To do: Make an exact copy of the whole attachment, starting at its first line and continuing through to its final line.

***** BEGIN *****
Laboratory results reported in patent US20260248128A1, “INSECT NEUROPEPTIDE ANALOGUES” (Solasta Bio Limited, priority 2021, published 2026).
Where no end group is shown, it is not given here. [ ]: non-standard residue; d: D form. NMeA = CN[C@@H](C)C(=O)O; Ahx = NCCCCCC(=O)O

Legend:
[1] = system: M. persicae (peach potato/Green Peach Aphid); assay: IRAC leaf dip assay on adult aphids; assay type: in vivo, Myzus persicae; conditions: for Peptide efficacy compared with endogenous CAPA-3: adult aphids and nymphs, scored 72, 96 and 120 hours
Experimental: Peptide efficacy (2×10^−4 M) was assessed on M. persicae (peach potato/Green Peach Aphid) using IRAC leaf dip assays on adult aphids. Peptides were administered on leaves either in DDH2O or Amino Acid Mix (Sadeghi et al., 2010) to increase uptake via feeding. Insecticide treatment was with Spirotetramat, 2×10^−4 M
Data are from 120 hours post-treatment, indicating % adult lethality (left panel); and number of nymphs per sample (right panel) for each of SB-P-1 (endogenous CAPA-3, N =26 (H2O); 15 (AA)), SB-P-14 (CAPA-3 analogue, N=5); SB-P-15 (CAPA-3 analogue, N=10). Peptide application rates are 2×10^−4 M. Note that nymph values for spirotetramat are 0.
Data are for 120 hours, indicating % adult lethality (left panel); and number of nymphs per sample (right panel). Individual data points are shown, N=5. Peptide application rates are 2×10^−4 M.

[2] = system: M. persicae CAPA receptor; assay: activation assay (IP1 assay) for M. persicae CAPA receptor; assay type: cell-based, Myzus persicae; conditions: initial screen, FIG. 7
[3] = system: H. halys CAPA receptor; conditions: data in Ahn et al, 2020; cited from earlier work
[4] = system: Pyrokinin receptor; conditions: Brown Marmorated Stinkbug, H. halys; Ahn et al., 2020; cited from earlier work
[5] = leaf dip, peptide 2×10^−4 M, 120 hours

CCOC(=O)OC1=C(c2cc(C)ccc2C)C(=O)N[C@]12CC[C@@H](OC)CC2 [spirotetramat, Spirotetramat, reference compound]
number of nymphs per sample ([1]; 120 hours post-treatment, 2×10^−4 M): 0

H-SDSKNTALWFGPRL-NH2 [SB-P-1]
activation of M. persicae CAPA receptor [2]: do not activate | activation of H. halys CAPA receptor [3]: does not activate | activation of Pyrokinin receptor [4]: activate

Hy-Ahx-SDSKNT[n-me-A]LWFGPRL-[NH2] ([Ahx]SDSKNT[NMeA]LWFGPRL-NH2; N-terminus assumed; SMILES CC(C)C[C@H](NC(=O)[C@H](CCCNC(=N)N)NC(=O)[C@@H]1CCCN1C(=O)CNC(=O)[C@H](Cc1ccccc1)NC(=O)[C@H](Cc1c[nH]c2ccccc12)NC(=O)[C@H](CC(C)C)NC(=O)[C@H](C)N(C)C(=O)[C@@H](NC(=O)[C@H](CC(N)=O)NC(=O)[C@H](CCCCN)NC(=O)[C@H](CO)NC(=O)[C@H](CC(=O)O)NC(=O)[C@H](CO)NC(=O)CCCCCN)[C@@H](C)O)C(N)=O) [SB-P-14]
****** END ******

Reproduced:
Laboratory results reported in patent US20260248128A1, “INSECT NEUROPEPTIDE ANALOGUES” (Solasta Bio Limited, priority 2021, published 2026).
Where no end group is shown, it is not given here. [ ]: non-standard residue; d: D form. NMeA = CN[C@@H](C)C(=O)O; Ahx = NCCCCCC(=O)O

Legend:
[1] = system: M. persicae (peach potato/Green Peach Aphid); assay: IRAC leaf dip assay on adult aphids; assay type: in vivo, Myzus persicae; conditions: for Peptide efficacy compared with endogenous CAPA-3: adult aphids and nymphs, scored 72, 96 and 120 hours
Experimental: Peptide efficacy (2×10^−4 M) was assessed on M. persicae (peach potato/Green Peach Aphid) using IRAC leaf dip assays on adult aphids. Peptides were administered on leaves either in DDH2O or Amino Acid Mix (Sadeghi et al., 2010) to increase uptake via feeding. Insecticide treatment was with Spirotetramat, 2×10^−4 M
Data are from 120 hours post-treatment, indicating % adult lethality (left panel); and number of nymphs per sample (right panel) for each of SB-P-1 (endogenous CAPA-3, N =26 (H2O); 15 (AA)), SB-P-14 (CAPA-3 analogue, N=5); SB-P-15 (CAPA-3 analogue, N=10). Peptide application rates are 2×10^−4 M. Note that nymph values for spirotetramat are 0.
Data are for 120 hours, indicating % adult lethality (left panel); and number of nymphs per sample (right panel). Individual data points are shown, N=5. Peptide application rates are 2×10^−4 M.

[2] = system: M. persicae CAPA receptor; assay: activation assay (IP1 assay) for M. persicae CAPA receptor; assay type: cell-based, Myzus persicae; conditions: initial screen, FIG. 7
[3] = system: H. halys CAPA receptor; conditions: data in Ahn et al, 2020; cited from earlier work
[4] = system: Pyrokinin receptor; conditions: Brown Marmorated Stinkbug, H. halys; Ahn et al., 2020; cited from earlier work
[5] = leaf dip, peptide 2×10^−4 M, 120 hours

CCOC(=O)OC1=C(c2cc(C)ccc2C)C(=O)N[C@]12CC[C@@H](OC)CC2 [spirotetramat, Spirotetramat, reference compound]
number of nymphs per sample ([1]; 120 hours post-treatment, 2×10^−4 M): 0

H-SDSKNTALWFGPRL-NH2 [SB-P-1]
activation of M. persicae CAPA receptor [2]: do not activate | activation of H. halys CAPA receptor [3]: does not activate | activation of Pyrokinin receptor [4]: activate

Hy-Ahx-SDSKNT[n-me-A]LWFGPRL-[NH2] ([Ahx]SDSKNT[NMeA]LWFGPRL-NH2; N-terminus assumed; SMILES CC(C)C[C@H](NC(=O)[C@H](CCCNC(=N)N)NC(=O)[C@@H]1CCCN1C(=O)CNC(=O)[C@H](Cc1ccccc1)NC(=O)[C@H](Cc1c[nH]c2ccccc12)NC(=O)[C@H](CC(C)C)NC(=O)[C@H](C)N(C)C(=O)[C@@H](NC(=O)[C@H](CC(N)=O)NC(=O)[C@H](CCCCN)NC(=O)[C@H](CO)NC(=O)[C@H](CC(=O)O)NC(=O)[C@H](CO)NC(=O)CCCCCN)[C@@H](C)O)C(N)=O) [SB-P-14]